2016-02-01

    Some healthy athletes report high levels of baseline concussion symptoms, which may be attributable to several factors (eg, illness, personality, somaticizing). However, the role of baseline symptoms in outcomes after sport-related concussion (SRC) has not been empirically examined. To determine if athletes with high symptom scores at baseline performed worse than athletes without baseline symptoms on neurocognitive testing after SRC. Cohort study. High school and collegiate athletic programs. A total of 670 high school and collegiate athletes participated in the study. Participants were divided into groups with either no baseline symptoms (Postconcussion Symptom Scale [PCSS] score = 0, n = 247) or a high level of baseline symptoms (PCSS score > 18 [top 10% of sample], n = 68). Participants were evaluated at baseline and 2 to 7 days after SRC with the Immediate Post-concussion Assessment and Cognitive Test and PCSS. Outcome measures were Immediate Post-concussion Assessment and Cognitive Test composite scores (verbal memory, visual memory, visual motor processing speed, and reaction time) and total symptom score on the PCSS. The groups were compared using repeated-measures analyses of variance with Bonferroni correction to assess interactions between group and time for symptoms and neurocognitive impairment. The no-symptoms group represented 38% of the original sample, whereas the high-symptoms group represented 11% of the sample. The high-symptoms group experienced a larger decline from preinjury to postinjury than the no-symptoms group in verbal (P = .03) and visual memory (P = .05). However, total concussion-symptom scores increased from preinjury to postinjury for the no-symptoms group (P = .001) but remained stable for the high-symptoms group. Reported baseline symptoms may help identify athletes at risk for worse outcomes after SRC. Clinicians should examine baseline symptom levels to better identify patients for earlier referral and treatment for their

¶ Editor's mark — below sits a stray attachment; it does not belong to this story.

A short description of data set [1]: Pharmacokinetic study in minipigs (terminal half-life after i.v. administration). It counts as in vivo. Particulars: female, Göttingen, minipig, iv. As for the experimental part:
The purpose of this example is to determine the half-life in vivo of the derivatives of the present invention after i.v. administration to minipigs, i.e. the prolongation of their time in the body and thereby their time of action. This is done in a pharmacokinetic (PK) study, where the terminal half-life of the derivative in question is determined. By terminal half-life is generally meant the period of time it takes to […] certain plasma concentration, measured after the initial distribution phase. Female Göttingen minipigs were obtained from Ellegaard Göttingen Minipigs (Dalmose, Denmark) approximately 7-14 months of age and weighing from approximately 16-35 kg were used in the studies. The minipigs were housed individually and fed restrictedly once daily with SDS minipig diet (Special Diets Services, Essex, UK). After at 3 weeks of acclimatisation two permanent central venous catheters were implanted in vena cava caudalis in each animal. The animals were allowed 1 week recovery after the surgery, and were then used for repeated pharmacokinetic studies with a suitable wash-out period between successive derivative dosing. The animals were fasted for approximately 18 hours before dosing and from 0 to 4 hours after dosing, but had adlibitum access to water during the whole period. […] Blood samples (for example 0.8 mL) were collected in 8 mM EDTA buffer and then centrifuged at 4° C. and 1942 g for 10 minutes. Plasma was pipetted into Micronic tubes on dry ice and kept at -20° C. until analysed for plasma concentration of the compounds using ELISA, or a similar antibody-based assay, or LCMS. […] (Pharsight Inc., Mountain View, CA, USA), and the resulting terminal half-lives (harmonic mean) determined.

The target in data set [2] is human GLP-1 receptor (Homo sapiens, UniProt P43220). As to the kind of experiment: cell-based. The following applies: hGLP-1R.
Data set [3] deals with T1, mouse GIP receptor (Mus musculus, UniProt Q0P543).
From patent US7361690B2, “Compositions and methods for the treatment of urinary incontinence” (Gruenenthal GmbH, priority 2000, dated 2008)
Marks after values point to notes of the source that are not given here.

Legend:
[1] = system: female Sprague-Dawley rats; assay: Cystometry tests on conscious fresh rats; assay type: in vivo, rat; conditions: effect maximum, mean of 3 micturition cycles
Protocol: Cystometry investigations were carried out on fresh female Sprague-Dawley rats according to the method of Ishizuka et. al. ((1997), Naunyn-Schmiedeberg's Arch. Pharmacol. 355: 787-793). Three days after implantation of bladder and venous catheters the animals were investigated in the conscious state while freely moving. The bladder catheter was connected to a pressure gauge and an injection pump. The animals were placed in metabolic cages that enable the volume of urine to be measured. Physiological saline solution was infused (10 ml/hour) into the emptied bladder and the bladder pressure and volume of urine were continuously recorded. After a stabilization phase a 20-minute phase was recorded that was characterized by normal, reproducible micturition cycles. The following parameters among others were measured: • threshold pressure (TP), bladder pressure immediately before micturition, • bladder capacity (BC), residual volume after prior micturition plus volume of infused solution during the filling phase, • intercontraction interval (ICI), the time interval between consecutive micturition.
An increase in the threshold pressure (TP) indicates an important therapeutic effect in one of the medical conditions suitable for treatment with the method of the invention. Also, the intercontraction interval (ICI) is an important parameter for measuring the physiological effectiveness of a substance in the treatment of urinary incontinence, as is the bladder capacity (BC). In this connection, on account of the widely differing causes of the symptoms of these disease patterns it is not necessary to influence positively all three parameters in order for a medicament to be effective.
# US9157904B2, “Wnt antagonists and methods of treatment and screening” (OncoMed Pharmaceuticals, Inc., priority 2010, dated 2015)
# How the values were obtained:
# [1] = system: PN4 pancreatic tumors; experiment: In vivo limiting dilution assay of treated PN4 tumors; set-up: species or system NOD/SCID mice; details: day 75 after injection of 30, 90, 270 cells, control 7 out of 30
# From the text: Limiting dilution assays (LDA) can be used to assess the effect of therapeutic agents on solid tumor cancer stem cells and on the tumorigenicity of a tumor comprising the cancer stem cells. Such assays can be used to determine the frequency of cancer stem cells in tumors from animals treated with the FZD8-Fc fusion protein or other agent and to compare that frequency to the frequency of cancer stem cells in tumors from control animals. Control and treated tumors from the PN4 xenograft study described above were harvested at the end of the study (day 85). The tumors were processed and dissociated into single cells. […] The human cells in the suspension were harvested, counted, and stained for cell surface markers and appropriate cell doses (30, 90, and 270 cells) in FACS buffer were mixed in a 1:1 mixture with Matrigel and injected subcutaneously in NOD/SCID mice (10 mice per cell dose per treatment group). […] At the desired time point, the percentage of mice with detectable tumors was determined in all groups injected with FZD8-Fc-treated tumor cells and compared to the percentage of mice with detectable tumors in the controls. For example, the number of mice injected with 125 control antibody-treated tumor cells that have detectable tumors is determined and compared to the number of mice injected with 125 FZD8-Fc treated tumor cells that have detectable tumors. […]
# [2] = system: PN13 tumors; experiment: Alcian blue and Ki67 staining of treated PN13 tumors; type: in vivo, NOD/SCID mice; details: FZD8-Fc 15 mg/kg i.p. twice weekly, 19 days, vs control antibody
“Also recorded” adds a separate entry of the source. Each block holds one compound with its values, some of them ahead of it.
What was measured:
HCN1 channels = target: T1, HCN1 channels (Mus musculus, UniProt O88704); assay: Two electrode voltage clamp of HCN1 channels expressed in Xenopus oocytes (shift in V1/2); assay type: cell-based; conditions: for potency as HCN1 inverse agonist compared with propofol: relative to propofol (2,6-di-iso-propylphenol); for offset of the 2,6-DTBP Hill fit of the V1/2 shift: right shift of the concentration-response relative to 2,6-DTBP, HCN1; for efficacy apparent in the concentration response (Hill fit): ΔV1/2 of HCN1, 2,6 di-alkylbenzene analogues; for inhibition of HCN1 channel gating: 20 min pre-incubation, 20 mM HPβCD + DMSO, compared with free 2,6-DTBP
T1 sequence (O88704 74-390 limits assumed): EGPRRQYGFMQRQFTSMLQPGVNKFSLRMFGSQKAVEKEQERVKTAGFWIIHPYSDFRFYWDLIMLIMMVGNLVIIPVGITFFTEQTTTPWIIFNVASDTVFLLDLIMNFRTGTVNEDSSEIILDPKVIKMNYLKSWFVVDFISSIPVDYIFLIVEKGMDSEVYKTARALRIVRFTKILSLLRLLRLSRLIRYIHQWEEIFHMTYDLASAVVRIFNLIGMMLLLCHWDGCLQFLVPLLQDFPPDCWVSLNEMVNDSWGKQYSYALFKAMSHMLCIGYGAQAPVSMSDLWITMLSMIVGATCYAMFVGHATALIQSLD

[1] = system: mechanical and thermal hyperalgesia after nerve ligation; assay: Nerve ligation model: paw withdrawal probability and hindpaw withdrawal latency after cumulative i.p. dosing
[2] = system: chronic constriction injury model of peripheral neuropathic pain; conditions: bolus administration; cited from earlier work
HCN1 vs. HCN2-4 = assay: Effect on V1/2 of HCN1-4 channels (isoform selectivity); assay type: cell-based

3. Assessing Emotional and Behavioural Problems with the Child Behaviour Checklist: Exploring the Relevance of Adjusting the Norms for the Flemish Community

    Directory of Open Access Journals (Sweden)

    Caroline Braet

    2011-11-01

    Full Text Available The Child Behaviour Checklist (CBCL is one of the most frequently used dimensional instruments for screening behavioural and emotional problems in children. In this study the psychometric properties of the CBCL 2001-version and the usefulness of existing US norms within a Flemish community sample were explored. Mothers of young children ('N' = 170 and school-aged children and adolescents ('N' = 718 completed the CBCL and the Strengths and Difficulties Questionnaire (SDQ. Reliability of both the CBCL/1½-5 and CBCL/6-18 was excellent. There were substantial correlations between the SDQ and CBCL scales, indicating a good concurrent validity. Significant differences were found when comparing the mean CBCL raw scores of the different subsamples (for different ages and gender groups with the US norms. Generally spoken, the mean CBCL raw scores as well as the clinical and borderline clinical cutpoints for Flemish children were mostly lower, specifically for the Total Problems score and the Externalising scales.